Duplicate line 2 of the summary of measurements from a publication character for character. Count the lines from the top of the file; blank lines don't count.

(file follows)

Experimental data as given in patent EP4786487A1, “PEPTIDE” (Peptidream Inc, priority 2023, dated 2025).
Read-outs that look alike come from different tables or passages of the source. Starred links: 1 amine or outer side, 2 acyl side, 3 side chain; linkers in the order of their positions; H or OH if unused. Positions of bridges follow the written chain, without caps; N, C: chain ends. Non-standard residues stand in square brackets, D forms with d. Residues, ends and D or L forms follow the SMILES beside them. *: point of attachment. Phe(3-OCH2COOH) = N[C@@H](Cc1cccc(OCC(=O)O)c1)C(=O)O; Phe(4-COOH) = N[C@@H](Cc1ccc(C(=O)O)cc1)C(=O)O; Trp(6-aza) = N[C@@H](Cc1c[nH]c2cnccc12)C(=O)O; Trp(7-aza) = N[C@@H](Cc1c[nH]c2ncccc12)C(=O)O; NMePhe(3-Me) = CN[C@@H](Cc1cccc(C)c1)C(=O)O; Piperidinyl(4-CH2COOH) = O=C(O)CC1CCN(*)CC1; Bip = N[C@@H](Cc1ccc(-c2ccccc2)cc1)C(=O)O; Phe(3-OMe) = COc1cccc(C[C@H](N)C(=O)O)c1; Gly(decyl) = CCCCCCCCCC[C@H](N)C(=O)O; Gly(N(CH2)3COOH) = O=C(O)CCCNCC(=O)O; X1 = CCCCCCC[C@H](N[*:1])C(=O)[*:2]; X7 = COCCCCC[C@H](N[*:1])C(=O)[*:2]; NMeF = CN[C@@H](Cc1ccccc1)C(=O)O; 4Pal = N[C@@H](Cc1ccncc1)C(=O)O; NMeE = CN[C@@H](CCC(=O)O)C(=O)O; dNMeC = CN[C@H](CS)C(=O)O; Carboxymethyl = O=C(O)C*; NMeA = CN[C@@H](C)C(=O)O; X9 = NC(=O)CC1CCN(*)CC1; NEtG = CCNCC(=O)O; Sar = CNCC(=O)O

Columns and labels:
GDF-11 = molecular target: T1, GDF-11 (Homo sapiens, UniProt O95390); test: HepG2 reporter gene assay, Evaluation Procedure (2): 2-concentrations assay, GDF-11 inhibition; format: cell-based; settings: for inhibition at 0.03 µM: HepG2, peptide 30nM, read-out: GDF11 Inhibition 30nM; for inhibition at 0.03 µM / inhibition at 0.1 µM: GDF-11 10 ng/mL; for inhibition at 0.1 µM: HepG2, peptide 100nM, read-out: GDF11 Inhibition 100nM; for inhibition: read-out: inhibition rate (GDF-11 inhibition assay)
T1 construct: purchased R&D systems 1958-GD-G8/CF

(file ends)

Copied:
Read-outs that look alike come from different tables or passages of the source. Starred links: 1 amine or outer side, 2 acyl side, 3 side chain; linkers in the order of their positions; H or OH if unused. Positions of bridges follow the written chain, without caps; N, C: chain ends. Non-standard residues stand in square brackets, D forms with d. Residues, ends and D or L forms follow the SMILES beside them. *: point of attachment. Phe(3-OCH2COOH) = N[C@@H](Cc1cccc(OCC(=O)O)c1)C(=O)O; Phe(4-COOH) = N[C@@H](Cc1ccc(C(=O)O)cc1)C(=O)O; Trp(6-aza) = N[C@@H](Cc1c[nH]c2cnccc12)C(=O)O; Trp(7-aza) = N[C@@H](Cc1c[nH]c2ncccc12)C(=O)O; NMePhe(3-Me) = CN[C@@H](Cc1cccc(C)c1)C(=O)O; Piperidinyl(4-CH2COOH) = O=C(O)CC1CCN(*)CC1; Bip = N[C@@H](Cc1ccc(-c2ccccc2)cc1)C(=O)O; Phe(3-OMe) = COc1cccc(C[C@H](N)C(=O)O)c1; Gly(decyl) = CCCCCCCCCC[C@H](N)C(=O)O; Gly(N(CH2)3COOH) = O=C(O)CCCNCC(=O)O; X1 = CCCCCCC[C@H](N[*:1])C(=O)[*:2]; X7 = COCCCCC[C@H](N[*:1])C(=O)[*:2]; NMeF = CN[C@@H](Cc1ccccc1)C(=O)O; 4Pal = N[C@@H](Cc1ccncc1)C(=O)O; NMeE = CN[C@@H](CCC(=O)O)C(=O)O; dNMeC = CN[C@H](CS)C(=O)O; Carboxymethyl = O=C(O)C*; NMeA = CN[C@@H](C)C(=O)O; X9 = NC(=O)CC1CCN(*)CC1; NEtG = CCNCC(=O)O; Sar = CNCC(=O)O